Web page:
Because of clever marketing, the public believes in many “treatments” or “cures” from the use of CBD and or THC products. Side effects and drug interactions occur with every drug on the market. The cannabis industry hasn’t informed the general public of the potential consequences, drug interactions and side effects of these products called medications.
by Emergency Room doctor, Dr. Karen Randall
- Seltenrich, N. Cannabis Contaminants: Regulating Solvents, Microbes and Metals in Legal Weed. EPH, Vol 127, N8. https://ehp.niehs.nih.gov/doi/10.1289/EHP5785
Schedule I Classification for marijuana
We believe marijuana must remain in a Schedule I classification, and that it should have the same designation as for heroin. Schedule I is for drugs that 1) have no accepted medical use and 2) have high potential for abuse. Several agencies of government reviewed the designation multiple times, and the scientists in these agencies keep coming to the same conclusion: Marijuana is a Schedule I drug.
Contrary to popular belief, extensive studies on the medicinal properties of marijuana exist. Over 15,000 studies were published over the last decade, so it is not true that this drug needs to be rescheduled in order to study it.
For medical professionals, we recommend a recently-published medical book, Cannabis in Medicine, edited by Kenneth Finn, MD.
The FDA (Food and Drug Administration), determines if components of the plant, or synthetic cannabinoids, are “medicinal. The agency regulates medicines for purity, dosage and efficacy, and assures monitoring by licensed medical doctors. In addition to Epidiolex which treats two types of childhood epilepsy, the FDA also approved Marinol, a synthetic cannabinoid prescribed for cancer patients to increase appetite, and Cesamet and Syndros, for nausea and vomiting related to chemotherapy.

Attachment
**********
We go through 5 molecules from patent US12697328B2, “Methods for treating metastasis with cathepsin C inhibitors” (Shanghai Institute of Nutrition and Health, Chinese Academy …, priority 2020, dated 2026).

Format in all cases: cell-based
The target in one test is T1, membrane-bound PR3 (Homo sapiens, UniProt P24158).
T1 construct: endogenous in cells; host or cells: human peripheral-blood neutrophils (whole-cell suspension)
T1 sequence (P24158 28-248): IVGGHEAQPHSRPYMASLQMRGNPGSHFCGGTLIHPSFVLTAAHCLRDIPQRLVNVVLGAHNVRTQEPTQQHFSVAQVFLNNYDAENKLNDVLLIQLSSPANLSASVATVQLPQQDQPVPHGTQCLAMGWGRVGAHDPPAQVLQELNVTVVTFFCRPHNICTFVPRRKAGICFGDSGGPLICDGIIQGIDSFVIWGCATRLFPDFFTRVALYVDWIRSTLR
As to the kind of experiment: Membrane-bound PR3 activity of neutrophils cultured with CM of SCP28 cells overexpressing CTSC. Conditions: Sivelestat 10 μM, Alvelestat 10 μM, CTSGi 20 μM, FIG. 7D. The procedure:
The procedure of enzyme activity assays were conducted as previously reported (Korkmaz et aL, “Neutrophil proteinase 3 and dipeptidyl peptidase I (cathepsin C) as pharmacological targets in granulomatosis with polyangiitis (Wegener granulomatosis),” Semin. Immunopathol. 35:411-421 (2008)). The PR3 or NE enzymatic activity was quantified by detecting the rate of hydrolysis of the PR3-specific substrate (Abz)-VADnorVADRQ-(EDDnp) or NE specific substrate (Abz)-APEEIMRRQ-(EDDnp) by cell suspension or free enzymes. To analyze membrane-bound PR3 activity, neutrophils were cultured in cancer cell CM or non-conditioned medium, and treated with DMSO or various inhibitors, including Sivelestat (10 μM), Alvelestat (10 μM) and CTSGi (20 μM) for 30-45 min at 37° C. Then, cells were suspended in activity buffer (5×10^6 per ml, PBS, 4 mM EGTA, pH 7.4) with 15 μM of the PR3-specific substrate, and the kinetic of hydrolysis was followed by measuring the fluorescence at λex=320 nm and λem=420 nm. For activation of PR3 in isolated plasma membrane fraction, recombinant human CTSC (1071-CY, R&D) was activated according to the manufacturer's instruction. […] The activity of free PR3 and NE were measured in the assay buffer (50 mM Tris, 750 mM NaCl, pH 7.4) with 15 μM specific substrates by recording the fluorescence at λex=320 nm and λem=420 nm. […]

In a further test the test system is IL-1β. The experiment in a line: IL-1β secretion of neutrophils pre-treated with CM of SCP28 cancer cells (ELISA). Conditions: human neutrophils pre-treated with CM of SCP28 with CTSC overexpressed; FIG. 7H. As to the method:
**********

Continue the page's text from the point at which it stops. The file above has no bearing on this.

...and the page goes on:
Medical marijuana, as dispensed the United States, is mainly practiced as a fraud. Many people who became sick from EVALI, the vaping illness, were using marijuana vapes for medical reasons – with no warning of the danger. Unfortunately, patients have also died from medical marijuana, and others died when dispensaries did not assure that medical marijuana patients would not drive under the influence.
For physicians or those authorized to give recommendations, medical marijuana represents an easy means to make lots of money. In states with recreational marijuana, these sellers advertise and promote medical marijuana cards, in order to avoid paying taxes to the state. (In other words, in states with both “medical” and “recreational, a loophole prevents the states from getting much of the promised tax revenue.)
Quotes by leaders of NORML reveal that medical marijuana was planned as a scam from the start. On February 6, 1979, at Emory University, Keith Stroup said: “We are trying to get marijuana reclassified medically. If we do that, we’ll be using the issue as a red herring to give marijuana a good name.” Richard Cowan and Ed Rosenthal followed up with statements saying that getting people to buy into the idea of medical marijuana and getting hundreds of thousands to do it will be the key to getting full legalization.
Emergency Room Doctor Tells of the Chaos of Medical Marijuana
“Multiple different types of patients are coming into the emergency department with a variety of unexpected problems such as marijuana-induced psychosis, dependence, burn injuries, increased abuse of other drugs, increased homelessness and its associated problems, and self-medication with marijuana to treat their medical problems instead of seeking appropriate medical care.”–Dr. Brad Roberts